Australia’s remote and little known Beetaloo Basin in the Northern Territory (NT) is being tipped off as the country’s answer to the U.S. shale revolution.
Investors like Aubrey McClendon, founder of Chesapeake Energy and the head of American Energy Partners (AEP), and the private equity investor Energy & Minerals Group (EMG) are viewing the Beetaloo with growing interest.
The basin itself lies within the larger McArthur Basin, which holds at least 240 trillion cubic feet of potentially recoverable gas, more than Australia’s known conventional gas resources (Deloitte).
But it’s not only the rich resources that are beckoning the investors. The geographical location in proximity to famously gas-hungry Asia is an additional boon. Especially that the necessary infrastructure also seems to be largely in place. As The Sydney Morning Herald points out, the new $800 million North East Gas Interconnector, which will link the NT with Queensland, has expanded the market for the Beetaloo players to include the three huge LNG export projects in Gladstone as well as mines in Queensland and buyers on the east coast.
Then there is the $US37 billion Ichthys LNG project being built in Darwin and operated by the Japanese INPEX in partnership with Total, scheduled to start exporting LNG and condensate as early as 2017.
AEP and EMG are not the first companies to express interest in Beetaloo. ConocoPhillips and a U.S. independent operator Hess decided to abandon drilling in the Beetaloo basin in October 2014. Other companies, like Australian Falcon Oil & Gas, have found success in the basin, with results indicating the area drilled to be “a good prospect for multi-stage hydraulic fracturing” (Falcon).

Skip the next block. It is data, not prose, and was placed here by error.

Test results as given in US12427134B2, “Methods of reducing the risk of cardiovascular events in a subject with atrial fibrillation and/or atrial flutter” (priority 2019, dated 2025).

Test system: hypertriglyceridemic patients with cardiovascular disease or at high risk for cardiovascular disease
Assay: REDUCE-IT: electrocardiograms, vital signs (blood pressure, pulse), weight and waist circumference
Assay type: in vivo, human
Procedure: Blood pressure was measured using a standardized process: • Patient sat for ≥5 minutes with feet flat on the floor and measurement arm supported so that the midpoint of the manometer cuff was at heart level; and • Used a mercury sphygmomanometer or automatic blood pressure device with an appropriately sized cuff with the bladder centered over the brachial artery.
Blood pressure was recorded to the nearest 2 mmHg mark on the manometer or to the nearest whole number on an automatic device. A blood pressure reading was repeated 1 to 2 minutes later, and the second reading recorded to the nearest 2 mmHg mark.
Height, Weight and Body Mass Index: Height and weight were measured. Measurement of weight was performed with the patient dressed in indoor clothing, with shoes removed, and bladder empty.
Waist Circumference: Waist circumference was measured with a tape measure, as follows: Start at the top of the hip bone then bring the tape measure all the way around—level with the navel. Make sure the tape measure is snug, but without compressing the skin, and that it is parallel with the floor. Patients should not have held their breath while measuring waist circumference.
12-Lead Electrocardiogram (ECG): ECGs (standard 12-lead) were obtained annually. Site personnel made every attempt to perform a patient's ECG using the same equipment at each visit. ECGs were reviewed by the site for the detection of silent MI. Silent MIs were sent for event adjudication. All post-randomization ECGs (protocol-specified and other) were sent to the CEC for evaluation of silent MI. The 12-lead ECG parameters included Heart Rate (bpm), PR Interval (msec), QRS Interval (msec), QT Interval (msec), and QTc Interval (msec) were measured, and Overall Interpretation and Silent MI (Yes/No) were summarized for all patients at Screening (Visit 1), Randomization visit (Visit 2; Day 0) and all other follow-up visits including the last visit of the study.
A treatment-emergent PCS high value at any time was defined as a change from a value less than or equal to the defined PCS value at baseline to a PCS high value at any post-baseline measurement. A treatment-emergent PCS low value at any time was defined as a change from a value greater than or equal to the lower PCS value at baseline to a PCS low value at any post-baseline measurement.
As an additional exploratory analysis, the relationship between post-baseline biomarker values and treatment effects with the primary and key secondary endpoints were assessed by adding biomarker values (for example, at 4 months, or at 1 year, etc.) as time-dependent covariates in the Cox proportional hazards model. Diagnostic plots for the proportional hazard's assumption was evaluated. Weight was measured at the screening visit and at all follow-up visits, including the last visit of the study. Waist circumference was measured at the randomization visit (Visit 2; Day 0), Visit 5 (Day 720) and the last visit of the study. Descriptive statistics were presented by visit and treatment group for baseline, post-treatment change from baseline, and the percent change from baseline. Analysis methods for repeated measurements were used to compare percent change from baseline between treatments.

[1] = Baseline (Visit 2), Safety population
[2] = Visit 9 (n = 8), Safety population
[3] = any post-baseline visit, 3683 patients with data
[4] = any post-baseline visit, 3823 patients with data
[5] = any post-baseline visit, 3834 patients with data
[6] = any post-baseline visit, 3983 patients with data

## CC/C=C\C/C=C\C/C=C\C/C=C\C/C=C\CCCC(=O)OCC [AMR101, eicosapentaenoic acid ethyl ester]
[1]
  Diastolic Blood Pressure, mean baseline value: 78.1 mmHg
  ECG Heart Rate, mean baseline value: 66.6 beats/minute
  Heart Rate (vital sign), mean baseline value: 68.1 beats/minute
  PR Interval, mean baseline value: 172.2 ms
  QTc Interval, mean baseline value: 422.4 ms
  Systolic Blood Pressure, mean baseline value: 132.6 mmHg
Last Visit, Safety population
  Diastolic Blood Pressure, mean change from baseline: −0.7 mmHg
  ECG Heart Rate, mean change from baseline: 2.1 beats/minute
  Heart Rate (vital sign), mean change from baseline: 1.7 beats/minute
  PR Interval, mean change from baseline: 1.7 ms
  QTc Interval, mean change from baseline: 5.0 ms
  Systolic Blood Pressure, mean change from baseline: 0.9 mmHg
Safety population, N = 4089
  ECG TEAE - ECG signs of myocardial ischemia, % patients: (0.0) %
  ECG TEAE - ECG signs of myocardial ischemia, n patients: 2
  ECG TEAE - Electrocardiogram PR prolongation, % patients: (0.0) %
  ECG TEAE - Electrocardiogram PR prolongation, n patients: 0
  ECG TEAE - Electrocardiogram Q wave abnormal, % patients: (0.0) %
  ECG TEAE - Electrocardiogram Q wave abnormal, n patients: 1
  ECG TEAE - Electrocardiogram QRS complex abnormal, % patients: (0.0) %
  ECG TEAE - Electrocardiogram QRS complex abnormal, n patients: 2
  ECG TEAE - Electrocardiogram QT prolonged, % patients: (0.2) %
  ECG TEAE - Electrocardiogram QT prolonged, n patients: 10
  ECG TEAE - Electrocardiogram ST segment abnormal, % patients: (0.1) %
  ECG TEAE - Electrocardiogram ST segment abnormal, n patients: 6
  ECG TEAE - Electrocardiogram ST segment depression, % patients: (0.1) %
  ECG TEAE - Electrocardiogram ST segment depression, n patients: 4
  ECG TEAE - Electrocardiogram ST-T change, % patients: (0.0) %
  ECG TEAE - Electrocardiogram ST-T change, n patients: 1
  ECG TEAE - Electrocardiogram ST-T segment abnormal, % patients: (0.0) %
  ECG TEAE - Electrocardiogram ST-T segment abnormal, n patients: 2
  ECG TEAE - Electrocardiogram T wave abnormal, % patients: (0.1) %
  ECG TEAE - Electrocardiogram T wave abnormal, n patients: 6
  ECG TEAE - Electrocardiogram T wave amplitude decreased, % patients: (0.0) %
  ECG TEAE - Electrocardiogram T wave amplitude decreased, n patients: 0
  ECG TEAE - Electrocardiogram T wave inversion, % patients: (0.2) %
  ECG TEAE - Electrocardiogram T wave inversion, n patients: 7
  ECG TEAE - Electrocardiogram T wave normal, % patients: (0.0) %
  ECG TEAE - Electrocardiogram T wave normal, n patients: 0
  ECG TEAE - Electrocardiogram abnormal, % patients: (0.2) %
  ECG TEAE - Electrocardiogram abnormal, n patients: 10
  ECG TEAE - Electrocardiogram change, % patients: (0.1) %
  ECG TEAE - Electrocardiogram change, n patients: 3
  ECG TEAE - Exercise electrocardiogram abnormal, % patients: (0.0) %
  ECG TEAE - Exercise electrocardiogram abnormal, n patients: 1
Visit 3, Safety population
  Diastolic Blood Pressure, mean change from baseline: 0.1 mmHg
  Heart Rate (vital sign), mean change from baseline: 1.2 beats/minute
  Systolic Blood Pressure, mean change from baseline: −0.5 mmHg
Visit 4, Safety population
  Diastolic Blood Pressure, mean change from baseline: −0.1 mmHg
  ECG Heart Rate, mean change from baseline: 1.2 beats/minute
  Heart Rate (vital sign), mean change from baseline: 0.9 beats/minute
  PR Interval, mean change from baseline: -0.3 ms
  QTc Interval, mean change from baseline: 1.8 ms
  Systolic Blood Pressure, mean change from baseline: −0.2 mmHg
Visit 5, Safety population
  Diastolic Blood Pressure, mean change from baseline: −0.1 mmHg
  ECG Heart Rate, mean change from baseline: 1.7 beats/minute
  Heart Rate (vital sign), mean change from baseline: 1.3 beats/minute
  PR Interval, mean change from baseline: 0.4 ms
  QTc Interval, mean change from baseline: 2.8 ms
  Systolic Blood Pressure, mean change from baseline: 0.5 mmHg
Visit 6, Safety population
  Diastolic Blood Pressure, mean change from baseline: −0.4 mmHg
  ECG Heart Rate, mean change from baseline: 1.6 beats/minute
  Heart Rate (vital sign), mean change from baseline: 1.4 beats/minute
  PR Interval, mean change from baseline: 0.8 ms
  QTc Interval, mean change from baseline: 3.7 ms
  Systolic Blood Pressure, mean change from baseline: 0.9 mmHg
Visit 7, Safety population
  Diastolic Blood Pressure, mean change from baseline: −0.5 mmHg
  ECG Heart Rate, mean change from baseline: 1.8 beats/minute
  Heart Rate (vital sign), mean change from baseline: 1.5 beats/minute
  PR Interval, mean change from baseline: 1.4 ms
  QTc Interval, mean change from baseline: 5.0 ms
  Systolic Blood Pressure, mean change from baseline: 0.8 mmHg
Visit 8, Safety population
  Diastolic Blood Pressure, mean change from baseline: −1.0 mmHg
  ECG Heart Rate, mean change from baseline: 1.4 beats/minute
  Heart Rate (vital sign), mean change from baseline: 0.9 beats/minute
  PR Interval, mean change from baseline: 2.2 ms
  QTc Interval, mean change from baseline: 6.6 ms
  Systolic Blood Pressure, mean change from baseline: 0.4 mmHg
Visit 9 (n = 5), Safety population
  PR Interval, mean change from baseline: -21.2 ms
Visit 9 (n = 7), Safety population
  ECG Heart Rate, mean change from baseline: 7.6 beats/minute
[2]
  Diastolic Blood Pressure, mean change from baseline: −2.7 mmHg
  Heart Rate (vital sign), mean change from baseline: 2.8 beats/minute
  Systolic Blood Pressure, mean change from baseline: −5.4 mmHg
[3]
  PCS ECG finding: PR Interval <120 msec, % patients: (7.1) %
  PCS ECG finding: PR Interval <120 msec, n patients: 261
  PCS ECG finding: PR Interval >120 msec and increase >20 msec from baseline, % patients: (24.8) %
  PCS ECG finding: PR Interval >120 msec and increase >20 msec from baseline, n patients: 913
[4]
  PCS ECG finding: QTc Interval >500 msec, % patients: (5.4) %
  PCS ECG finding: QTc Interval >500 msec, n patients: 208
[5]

Aubrey McClendon and AEP seem to be serious about Australian investments. In August, American Energy Partners disclosed that they are pursuing deals in the country with the combined value of over $160 million. In the same month, Australian Armour Energy announced that McClendon’s company signed a letter of intent and a three-month exclusivity agreement to acquire a 75 percent stake in 21.5 million acres of drilling rights in the McArthur Basin.
At the time, Armour’s executive chairman, Nicholas Mather, said that the deal “vindicates Armour’s view that the McArthur Basin represents one of the worlds great opportunities for the discovery of a new frontier oil and gas province”.
In November, in a presentation to investors in AEP’s new global arm, McClendon confirmed his commitment to exploration down under saying that Northern Territory is in its immediate focus as the U.S. shale sector was too “picked over” and “stuck-in-the-mud” of low gas prices.
NT Mines and Energy acting chief executive Ian Scrimgeour describes the Beetaloo sub-basin as “the most advanced and prospective shale gas play” in the region and says results to date have been “encouraging”.
“It is too early to form expectations on whether or not commercial gas will flow from the Beetaloo, however, there is increasing confidence that the gas in place within the entire sub-basin is in the order of hundreds of trillion cubic feet, and future work will need to focus on determining how much of that gas is commercially recoverable,” he said.
Australia is home to the world’s sixth-largest shale oil reserves and seventh-biggest tranche of shale gas, according to the U.S. Energy Information Administration (EIA). Sceptics, however, point to difficulties stemming from tricky geology, lack of water resources required for fracturing operations, the sector’s potentially high development costs, and the ready availability of coal-bed methane gas that is already in production, as reasons why the fate of Australia’s shale riches is far from being decided.
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